Light leaf spot forecast

Producing more than one infection cycle per season, light leaf spot is an important disease of winter oilseed rape. Although chemistry is available, sufficient control often depends on a combination of cultural measures and well-timed sprays.
How to manage light leaf spot in oilseed rape

Issued each autumn by AHDB, the preliminary light leaf spot (LLS) forecast shows the proportion of the oilseed rape crop (disease resistance rating of 5, sowing date in the week centred on 1 September) estimated to have more than 25% of plants affected by LLS in the spring for the current season. The forecast uses previous season pod incidence data and deviation from the 30-year mean summer (July and August) temperature. It also uses historic average winter rainfall data. In spring, the forecast is updated to reflect deviation in actual winter rainfall data from the 30-year mean.

The forecast provides a guide to seasonal risk levels. However, as local risk varies, it is important to inspect crops on a field-by-field basis, with prioritisation on early-sown susceptible varieties.

Light leaf spot forecast 2020/21 (final)

Light leaf spot risk increases in response to winter rainfall (spring 2021 news) A UK map showing forecast light leaf spot risk (2020-21)

0–14%

15–29%

30–44%

45–59%

>60%

Light leaf spot forecast 2020/21 (preliminary)

Light leaf spot final forecasts (2013–20)

2019/20

2018/19

2017/18

2016/17

2015/16

2014/15

Regional forecast

How to account for the effects of using an autumn fungicide, altering sowing date and increased varietal resistance.

NOTE: This is based on the preliminary forecast.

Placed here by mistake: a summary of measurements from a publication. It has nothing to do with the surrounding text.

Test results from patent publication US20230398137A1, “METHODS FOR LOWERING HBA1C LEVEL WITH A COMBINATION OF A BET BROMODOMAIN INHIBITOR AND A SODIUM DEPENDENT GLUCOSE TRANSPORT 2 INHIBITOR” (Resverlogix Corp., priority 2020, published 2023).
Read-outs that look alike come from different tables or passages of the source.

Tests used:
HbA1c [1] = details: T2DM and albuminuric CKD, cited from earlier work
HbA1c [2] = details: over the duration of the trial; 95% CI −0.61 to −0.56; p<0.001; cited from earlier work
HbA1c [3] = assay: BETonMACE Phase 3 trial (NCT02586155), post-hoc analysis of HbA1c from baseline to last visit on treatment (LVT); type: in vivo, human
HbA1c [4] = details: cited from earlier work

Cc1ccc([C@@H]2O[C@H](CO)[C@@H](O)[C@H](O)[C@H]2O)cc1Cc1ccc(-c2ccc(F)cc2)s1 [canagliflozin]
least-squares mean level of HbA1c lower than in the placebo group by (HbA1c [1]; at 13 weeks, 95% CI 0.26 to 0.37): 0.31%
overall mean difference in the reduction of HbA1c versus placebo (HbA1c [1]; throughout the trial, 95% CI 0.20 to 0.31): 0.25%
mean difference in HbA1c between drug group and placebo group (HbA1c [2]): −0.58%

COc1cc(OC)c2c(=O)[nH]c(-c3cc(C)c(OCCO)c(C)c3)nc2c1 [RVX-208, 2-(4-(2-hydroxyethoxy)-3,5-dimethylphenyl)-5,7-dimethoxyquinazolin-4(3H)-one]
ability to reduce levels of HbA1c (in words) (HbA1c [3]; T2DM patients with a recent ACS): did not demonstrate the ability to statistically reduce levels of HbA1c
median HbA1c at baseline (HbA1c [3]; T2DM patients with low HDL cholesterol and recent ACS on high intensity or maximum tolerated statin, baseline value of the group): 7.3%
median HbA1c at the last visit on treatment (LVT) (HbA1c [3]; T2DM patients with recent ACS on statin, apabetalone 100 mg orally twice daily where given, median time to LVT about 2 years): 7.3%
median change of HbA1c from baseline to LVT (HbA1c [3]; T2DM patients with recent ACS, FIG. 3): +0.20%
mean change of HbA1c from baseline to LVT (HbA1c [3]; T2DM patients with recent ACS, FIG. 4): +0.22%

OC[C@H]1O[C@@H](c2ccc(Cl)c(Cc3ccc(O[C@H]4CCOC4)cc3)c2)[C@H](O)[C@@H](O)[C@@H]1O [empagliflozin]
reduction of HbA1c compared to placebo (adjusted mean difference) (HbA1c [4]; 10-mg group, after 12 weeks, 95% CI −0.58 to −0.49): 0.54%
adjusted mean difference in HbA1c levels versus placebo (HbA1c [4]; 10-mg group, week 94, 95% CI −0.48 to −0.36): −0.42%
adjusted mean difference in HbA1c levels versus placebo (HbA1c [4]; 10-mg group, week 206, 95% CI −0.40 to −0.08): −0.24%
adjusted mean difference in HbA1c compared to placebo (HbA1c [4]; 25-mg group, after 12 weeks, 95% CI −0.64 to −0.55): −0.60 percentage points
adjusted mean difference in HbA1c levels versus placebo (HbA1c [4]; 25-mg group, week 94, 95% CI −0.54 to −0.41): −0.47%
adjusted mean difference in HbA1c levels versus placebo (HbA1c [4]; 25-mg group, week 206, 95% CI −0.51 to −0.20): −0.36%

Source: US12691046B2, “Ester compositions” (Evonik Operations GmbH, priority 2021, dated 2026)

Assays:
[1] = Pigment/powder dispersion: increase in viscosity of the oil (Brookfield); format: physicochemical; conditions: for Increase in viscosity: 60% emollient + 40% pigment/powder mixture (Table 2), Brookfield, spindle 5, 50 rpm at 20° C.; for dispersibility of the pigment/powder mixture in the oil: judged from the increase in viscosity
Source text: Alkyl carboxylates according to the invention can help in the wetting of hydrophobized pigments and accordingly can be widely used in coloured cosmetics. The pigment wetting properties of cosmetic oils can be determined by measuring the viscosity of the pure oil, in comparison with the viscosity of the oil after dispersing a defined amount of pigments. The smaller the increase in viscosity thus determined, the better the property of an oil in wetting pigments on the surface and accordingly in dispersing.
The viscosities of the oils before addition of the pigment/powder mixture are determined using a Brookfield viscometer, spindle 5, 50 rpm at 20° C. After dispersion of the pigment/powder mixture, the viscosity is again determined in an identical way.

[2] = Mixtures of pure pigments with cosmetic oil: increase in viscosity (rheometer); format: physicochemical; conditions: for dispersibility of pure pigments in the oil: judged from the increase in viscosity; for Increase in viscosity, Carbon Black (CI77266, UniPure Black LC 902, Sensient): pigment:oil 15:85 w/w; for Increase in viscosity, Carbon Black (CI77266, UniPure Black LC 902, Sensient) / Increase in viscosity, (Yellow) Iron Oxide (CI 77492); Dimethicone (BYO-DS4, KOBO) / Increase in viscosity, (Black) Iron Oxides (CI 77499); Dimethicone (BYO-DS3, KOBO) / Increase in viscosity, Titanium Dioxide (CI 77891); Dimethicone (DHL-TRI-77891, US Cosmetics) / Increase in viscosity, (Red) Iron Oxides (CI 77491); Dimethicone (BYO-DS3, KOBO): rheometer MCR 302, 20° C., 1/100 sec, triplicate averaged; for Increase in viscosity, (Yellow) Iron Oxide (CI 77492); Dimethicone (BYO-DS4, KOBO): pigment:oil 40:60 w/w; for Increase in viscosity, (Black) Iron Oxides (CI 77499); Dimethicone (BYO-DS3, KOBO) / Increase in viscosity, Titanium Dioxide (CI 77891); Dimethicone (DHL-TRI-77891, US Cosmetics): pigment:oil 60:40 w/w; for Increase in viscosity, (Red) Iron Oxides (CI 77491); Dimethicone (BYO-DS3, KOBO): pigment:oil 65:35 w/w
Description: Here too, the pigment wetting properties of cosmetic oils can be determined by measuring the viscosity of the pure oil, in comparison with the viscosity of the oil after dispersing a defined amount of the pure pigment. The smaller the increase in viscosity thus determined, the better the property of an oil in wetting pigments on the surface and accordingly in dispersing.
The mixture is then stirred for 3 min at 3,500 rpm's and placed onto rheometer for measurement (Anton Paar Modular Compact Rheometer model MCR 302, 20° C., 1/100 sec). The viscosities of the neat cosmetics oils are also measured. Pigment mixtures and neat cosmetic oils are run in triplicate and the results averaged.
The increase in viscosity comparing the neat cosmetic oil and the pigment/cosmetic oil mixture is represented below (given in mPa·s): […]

Autumn fungicide

The forecast (scenario 1) is based on no autumn fungicide.

Typically, a well-timed application of an appropriate autumn fungicide – at a sufficient dose – has a relatively large impact on the final light leaf spot levels in a crop. However, when disease risk is low, the effect is much less. In very low-risk situations (determined by observations of field-level risk), there is potential to reduce fungicide dose or omit some sprays – provided the strategy adopted also controls phoma sufficiently.

Sowing date

The forecast (scenario 1) is based on a sowing date in the week centred on 1 September.

The effect of sowing date on predicted light leaf spot levels is moderate – with early sowings (mid-August) increasing prevalence and later sowings (mid-September onwards) decreasing prevalence. Once again, the effect is smallest when risk is relatively low.

Varietal resistance

The forecast (scenario 1) is based on a resistance rating of 5.

Cultivar resistance has a significant effect on predicted light leaf spot prevalence. When the forecasts were first developed (based on data from 1987–99), ‘5’ was a moderate resistance rating. However, most current varieties are more resistant.

Forecast scenario

1

2

3

4

5

Location

Resistance rating of 5

Sowing date during week commencing 1 September

No autumn fungicide

Scenario 1 with autumn fungicide

Scenario 1 with early-sown crop (mid-August)

Scenario 1 with later-sown crop (mid-September)

Scenario 1 with relatively disease resistant crop sown (rating of 8)

Grampian

37%

13%

42%

31%

15%

Aberdeenshire

40%

15%

45%

34%

16%

Fife

37%

13%

42%

31%

15%

North of England

26%

7%

31%

21%

8%

West of England and Wales

31%

10%

36%

25%

11%

East Anglia

6%

1%

10%

2%

3%

East

3%

1%

4%

1%

1%

South

6%

1%

10%

2%

3%

South East

4%

1%

5%

1%

2%

South West

14%

4%

18%

11%

4%

0–14%

15–29%

30–44%

45–59%

>60%

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